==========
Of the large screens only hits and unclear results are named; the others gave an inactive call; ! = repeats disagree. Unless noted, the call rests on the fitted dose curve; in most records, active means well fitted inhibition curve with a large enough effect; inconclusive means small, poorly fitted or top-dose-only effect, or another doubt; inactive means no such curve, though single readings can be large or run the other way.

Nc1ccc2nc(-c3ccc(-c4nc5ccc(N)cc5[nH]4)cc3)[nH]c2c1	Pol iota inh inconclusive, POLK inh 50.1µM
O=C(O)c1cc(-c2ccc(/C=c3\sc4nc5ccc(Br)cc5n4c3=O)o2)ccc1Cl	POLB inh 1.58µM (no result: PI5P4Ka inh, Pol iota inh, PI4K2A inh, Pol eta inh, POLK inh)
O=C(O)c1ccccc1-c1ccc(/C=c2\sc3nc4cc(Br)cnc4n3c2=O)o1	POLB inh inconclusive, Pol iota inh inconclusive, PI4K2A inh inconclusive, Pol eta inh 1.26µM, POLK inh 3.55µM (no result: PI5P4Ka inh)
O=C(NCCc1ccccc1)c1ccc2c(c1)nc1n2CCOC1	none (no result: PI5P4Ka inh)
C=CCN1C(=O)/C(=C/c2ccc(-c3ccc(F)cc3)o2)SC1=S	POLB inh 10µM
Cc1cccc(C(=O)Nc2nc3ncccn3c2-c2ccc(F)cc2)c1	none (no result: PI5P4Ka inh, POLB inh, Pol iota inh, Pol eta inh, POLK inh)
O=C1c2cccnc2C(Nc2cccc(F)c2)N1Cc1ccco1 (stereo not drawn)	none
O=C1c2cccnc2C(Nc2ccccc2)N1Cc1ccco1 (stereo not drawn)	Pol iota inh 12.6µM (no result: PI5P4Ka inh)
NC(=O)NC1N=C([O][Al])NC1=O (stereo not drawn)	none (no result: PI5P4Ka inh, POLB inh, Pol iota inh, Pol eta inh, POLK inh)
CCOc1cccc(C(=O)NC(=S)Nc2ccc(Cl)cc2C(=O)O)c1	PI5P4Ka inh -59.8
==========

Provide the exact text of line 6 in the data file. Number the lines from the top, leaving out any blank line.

C=CCN1C(=O)/C(=C/c2ccc(-c3ccc(F)cc3)o2)SC1=S	POLB inh 10µM